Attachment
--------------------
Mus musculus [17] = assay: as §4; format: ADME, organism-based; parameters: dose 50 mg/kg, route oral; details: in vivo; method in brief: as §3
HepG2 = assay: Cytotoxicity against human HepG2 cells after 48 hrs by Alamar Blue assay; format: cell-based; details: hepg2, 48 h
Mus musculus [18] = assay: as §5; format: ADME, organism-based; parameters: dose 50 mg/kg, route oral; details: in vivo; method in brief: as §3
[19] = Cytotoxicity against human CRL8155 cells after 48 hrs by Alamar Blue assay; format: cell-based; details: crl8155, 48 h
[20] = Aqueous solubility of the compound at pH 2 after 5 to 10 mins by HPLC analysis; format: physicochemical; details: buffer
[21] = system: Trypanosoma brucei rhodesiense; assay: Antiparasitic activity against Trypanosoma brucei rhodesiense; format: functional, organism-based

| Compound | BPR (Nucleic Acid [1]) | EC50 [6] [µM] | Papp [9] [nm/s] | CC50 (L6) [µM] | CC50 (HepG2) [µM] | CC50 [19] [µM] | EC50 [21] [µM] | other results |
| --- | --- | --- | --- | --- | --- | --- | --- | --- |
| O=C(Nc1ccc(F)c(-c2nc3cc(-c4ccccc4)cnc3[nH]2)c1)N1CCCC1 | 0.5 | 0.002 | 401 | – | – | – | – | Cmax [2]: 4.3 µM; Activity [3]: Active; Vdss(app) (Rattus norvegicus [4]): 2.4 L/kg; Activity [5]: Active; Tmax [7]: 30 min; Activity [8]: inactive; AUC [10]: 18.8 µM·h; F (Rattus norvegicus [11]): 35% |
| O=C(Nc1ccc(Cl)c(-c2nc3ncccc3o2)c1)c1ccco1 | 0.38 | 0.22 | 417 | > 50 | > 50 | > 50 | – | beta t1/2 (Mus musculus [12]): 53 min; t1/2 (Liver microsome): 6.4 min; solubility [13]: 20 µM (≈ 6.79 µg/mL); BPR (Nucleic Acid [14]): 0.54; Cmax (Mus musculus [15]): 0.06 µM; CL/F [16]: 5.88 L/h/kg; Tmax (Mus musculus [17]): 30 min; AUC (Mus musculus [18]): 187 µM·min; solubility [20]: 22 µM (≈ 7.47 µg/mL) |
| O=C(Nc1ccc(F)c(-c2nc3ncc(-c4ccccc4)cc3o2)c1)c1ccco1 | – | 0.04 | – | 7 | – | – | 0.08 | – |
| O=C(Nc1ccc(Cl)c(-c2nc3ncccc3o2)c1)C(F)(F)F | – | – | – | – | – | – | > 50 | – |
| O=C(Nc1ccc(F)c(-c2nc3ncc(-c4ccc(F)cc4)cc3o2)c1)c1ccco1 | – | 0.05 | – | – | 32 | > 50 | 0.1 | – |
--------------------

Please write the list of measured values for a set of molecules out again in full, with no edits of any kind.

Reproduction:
Mus musculus [17] = assay: as §4; format: ADME, organism-based; parameters: dose 50 mg/kg, route oral; details: in vivo; method in brief: as §3
HepG2 = assay: Cytotoxicity against human HepG2 cells after 48 hrs by Alamar Blue assay; format: cell-based; details: hepg2, 48 h
Mus musculus [18] = assay: as §5; format: ADME, organism-based; parameters: dose 50 mg/kg, route oral; details: in vivo; method in brief: as §3
[19] = Cytotoxicity against human CRL8155 cells after 48 hrs by Alamar Blue assay; format: cell-based; details: crl8155, 48 h
[20] = Aqueous solubility of the compound at pH 2 after 5 to 10 mins by HPLC analysis; format: physicochemical; details: buffer
[21] = system: Trypanosoma brucei rhodesiense; assay: Antiparasitic activity against Trypanosoma brucei rhodesiense; format: functional, organism-based

| Compound | BPR (Nucleic Acid [1]) | EC50 [6] [µM] | Papp [9] [nm/s] | CC50 (L6) [µM] | CC50 (HepG2) [µM] | CC50 [19] [µM] | EC50 [21] [µM] | other results |
| --- | --- | --- | --- | --- | --- | --- | --- | --- |
| O=C(Nc1ccc(F)c(-c2nc3cc(-c4ccccc4)cnc3[nH]2)c1)N1CCCC1 | 0.5 | 0.002 | 401 | – | – | – | – | Cmax [2]: 4.3 µM; Activity [3]: Active; Vdss(app) (Rattus norvegicus [4]): 2.4 L/kg; Activity [5]: Active; Tmax [7]: 30 min; Activity [8]: inactive; AUC [10]: 18.8 µM·h; F (Rattus norvegicus [11]): 35% |
| O=C(Nc1ccc(Cl)c(-c2nc3ncccc3o2)c1)c1ccco1 | 0.38 | 0.22 | 417 | > 50 | > 50 | > 50 | – | beta t1/2 (Mus musculus [12]): 53 min; t1/2 (Liver microsome): 6.4 min; solubility [13]: 20 µM (≈ 6.79 µg/mL); BPR (Nucleic Acid [14]): 0.54; Cmax (Mus musculus [15]): 0.06 µM; CL/F [16]: 5.88 L/h/kg; Tmax (Mus musculus [17]): 30 min; AUC (Mus musculus [18]): 187 µM·min; solubility [20]: 22 µM (≈ 7.47 µg/mL) |
| O=C(Nc1ccc(F)c(-c2nc3ncc(-c4ccccc4)cc3o2)c1)c1ccco1 | – | 0.04 | – | 7 | – | – | 0.08 | – |
| O=C(Nc1ccc(Cl)c(-c2nc3ncccc3o2)c1)C(F)(F)F | – | – | – | – | – | – | > 50 | – |
| O=C(Nc1ccc(F)c(-c2nc3ncc(-c4ccc(F)cc4)cc3o2)c1)c1ccco1 | – | 0.05 | – | – | 32 | > 50 | 0.1 | – |